With Blaney, Hamlin, and other contenders still a lap down before the pit cycle was complete, both Reddick and Dillon enacted bold strategies for the finish. Reddick took fuel only, while Dillon opted only for left-side tires. The fresher wheels allowed Dillon to move ahead of his teammate and build a sizable lead.
Two separate incidents (both involving Hamlin) brought out the yellow flag twice, forcing Dillon to undergo the restart process all over again. He was able to re-establish his lead on each occasion while Reddick held off hungry contenders like Joey Logano and Kyle Busch. With the win, Dillon more or less clinched a spot in the NASCAR Cup Series playoffs. Logano came home third while Busch and Kevin Harvick rounded out the top five.
A surprise winner rose to the occasion in the final laps for the second straight week, following up rookie Cole Custer’s win at Kentucky Speedway last weekend. Reddick and his No. 8 Chevrolet are currently 14 points behind Jimmie Johnson for the final postseason spot.
The NASCAR Cup Series will enter the second half of its 36-race season with the Super Starter Batteries 400 on Thursday night at Kansas Speedway (7:30 p.m. ET, NBCSN).
Harvick made his 700th Cup Series start on Sunday, becoming the 18th driver to do so and second on the active circuit (joining Kurt Busch). He ironically began his Cup career at RCR in 2001, taking over for Earnhardt after his passing (in a rebranded No. 29 Chevrolet). Harvick leads the point standings by 91 points over Blaney at the midway mark.
The red flag came out on lap 220 for a multi-car wreck that ended the days of Custer, Ricky Stenhouse Jr., and Ryan Preece. Martin Truex Jr. also sustained heavy damage.
Kyle Busch and Timmy Hill each partook in all three national series events at Texas this weekend. Busch in fact won the Xfinity and Truck races on Saturday, but had the former win revoked after his No. 54 Toyota failed postrace inspection (runner-up Austin Cindric was granted the win). Hill’s best finish was 17th in the Xfinity event, but he was honored by the speedway for winning the O’Reilly Auto Parts 125, part of the eNASCAR Pro Invitational iRacing Series held during the coronavirus-induced pause.
Hendrick Motorsports had a brutal day at Texas, with only Chase Elliott (12th) finishing the race. Johnson hit the wall and finished 12 laps down in 26th while William Byron’s day ended early after wrecking with Ty Dillon (Austin’s brother). Byron is two points behind Johnson for the final playoff spot. Alex Bowman, locked into the playoff after winning at California, crashed with Hamlin late in the race and finished 30th.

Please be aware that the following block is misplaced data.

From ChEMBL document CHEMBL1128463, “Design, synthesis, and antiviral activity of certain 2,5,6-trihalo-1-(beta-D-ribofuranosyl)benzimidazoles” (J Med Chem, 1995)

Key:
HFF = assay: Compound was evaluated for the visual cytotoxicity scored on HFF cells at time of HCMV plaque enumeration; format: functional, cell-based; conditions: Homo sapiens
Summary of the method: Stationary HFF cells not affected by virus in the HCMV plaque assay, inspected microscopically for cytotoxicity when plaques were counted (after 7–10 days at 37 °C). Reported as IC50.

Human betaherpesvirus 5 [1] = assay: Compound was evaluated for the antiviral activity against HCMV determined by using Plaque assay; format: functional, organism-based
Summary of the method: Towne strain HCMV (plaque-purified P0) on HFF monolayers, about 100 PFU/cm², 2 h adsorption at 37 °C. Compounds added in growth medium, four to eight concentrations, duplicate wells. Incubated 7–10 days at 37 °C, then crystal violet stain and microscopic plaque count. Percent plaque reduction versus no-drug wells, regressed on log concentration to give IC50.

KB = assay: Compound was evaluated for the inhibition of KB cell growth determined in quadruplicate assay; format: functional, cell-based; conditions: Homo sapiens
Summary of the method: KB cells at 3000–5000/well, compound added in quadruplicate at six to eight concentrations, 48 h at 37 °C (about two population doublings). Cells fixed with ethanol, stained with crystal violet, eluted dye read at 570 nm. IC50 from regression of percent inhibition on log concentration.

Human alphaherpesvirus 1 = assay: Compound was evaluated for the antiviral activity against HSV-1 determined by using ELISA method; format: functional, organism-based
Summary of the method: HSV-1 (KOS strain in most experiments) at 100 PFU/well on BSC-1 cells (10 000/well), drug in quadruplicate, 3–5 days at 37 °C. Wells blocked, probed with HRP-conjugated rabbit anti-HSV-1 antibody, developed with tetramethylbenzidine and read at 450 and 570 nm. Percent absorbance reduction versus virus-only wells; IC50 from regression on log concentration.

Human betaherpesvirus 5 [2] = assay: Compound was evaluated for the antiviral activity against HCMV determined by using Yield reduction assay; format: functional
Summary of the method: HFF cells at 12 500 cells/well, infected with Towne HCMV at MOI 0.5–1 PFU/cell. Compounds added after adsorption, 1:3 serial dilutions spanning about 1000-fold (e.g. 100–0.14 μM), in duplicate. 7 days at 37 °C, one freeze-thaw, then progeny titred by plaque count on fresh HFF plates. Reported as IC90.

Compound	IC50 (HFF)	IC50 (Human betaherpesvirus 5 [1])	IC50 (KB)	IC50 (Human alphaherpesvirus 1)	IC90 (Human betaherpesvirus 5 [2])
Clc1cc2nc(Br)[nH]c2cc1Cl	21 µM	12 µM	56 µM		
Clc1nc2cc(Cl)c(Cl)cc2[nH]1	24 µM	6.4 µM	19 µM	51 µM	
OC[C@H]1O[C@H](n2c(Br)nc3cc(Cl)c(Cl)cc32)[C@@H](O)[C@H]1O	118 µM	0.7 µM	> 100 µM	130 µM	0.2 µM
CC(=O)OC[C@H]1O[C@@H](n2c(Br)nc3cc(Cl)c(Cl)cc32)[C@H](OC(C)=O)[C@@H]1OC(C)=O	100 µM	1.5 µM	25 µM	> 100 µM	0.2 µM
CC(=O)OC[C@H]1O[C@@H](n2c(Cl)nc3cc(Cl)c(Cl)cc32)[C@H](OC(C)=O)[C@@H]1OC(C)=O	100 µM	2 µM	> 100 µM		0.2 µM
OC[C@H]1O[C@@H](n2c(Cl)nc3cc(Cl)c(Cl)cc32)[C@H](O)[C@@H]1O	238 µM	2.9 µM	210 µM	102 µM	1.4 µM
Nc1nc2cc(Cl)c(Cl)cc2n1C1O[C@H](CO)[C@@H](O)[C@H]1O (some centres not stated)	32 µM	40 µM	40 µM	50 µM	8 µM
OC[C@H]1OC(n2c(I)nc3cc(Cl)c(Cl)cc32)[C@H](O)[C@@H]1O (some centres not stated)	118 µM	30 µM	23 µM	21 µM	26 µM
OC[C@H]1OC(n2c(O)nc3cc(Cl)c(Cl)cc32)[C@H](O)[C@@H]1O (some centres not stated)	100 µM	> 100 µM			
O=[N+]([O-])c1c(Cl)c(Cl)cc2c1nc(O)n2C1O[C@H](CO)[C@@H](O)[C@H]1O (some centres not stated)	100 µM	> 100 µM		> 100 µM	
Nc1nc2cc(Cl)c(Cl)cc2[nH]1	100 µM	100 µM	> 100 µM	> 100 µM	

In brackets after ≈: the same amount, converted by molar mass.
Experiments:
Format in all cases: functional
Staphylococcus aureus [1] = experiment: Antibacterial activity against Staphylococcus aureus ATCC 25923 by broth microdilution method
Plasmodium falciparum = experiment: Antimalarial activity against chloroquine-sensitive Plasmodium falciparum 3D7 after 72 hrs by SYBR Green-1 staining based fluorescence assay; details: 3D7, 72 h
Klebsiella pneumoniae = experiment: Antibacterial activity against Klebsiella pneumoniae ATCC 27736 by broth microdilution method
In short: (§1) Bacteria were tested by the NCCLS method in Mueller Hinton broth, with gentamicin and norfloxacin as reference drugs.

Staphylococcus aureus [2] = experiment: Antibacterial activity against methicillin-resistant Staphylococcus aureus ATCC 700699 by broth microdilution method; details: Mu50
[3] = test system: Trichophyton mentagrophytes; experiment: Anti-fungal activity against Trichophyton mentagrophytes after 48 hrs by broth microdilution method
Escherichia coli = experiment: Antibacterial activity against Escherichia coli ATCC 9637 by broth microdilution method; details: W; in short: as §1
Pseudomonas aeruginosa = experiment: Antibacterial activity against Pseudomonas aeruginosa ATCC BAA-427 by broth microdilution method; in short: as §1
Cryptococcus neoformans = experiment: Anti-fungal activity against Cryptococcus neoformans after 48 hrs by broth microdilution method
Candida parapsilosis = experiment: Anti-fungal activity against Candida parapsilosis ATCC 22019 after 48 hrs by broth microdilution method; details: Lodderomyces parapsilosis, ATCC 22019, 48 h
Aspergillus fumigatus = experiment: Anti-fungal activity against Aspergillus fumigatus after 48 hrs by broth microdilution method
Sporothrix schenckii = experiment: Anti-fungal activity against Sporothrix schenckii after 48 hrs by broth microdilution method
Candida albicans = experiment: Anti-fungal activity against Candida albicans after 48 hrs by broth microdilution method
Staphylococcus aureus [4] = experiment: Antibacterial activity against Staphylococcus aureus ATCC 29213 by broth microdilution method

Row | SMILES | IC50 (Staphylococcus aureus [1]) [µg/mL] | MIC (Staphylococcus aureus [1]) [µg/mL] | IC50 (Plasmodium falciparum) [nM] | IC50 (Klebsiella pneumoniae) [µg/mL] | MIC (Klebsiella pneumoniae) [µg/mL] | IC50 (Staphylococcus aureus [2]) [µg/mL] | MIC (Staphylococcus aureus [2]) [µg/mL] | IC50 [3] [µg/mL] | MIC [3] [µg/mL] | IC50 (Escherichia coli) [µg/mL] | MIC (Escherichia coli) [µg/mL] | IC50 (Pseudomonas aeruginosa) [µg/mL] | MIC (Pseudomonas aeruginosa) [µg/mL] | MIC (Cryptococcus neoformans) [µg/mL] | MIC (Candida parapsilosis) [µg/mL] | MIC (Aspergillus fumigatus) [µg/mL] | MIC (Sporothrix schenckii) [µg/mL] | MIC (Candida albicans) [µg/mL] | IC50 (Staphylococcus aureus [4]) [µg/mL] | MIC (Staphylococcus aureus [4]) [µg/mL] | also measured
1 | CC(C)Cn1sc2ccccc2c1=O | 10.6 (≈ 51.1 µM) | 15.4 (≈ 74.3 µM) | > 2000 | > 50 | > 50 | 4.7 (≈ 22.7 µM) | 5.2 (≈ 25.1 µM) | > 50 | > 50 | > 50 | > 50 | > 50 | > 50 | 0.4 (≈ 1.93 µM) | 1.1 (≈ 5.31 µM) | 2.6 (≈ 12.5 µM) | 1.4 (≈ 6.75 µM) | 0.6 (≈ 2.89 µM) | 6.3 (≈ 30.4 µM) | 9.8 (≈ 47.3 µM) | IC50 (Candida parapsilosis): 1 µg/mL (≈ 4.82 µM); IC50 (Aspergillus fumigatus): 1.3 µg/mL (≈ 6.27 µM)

Pole sitter Aric Almirola led 35 laps and finished 10th, extending his streak of top decalogue finishes to seven.
A rare foray into weeknight racing produced fireworks for NASCAR, whose Cup Series event on Wednesday ended in rain and controversy.
The NHL and NBC may have abandoned the concept, but the NASCAR Cup Series apparently ensured that “Wednesday night rivalries” were alive and well in the most recent stage of their return at Darlington Raceway.
Wednesday’s Toyota 500 ended in a literal storm, as Kyle Busch clipped Chase Elliott’s No. 9 Chevrolet with 28 laps to go, sending Elliott’s car into an inside wall. The caution flag emerged, but as the skies opened up after eight laps under the yellow, the active leader Denny Hamlin was awarded the victory. Hamlin’s No. 11 Joe Gibbs Racing Toyota team brings home their second trophy after winning the season-opening Daytona 500 in February.
“I just love the racetrack. It’s one of my favorites, certainly in my top two or three,” Hamlin said in a postrace conference call hosted on Zoom. “I think it’s a driver’s racetrack. I think the driver can make up a little bit of maybe what his car doesn’t have with moving around the racetrack, different lines, throttle, and brake application. There’s a lot of things that a driver can do to make his performance better at this type of racetrack. That’s why I like it so much. Really from my very first start here in the Xfinity Series back in 2004, I just took to it quickly. We’ve had a ton of success ever since. It’s been a lot of fun.”
Hamlin took the lead from Elliott at lap 197 of the event, which was scheduled to go 228 circuits (500 kilometers at the 1.366-mile egg-shaped track), as one of several drivers who decided to remain on the track after the penultimate caution came out for a Clint Bowyer spin caused by a downed right rear tire. He was one of two cars (the other being the No. 21 of Matt DiBenedetto) that opted to stay out on the track while Elliott, Busch, and the rest of the lead lap cars pitted. Hamlin and DiBenedetto (who wound up finishing ninth) were working with tires that were just younger than ten laps old, pitting under another a prior caution accounting for a Matt Kenseth spin.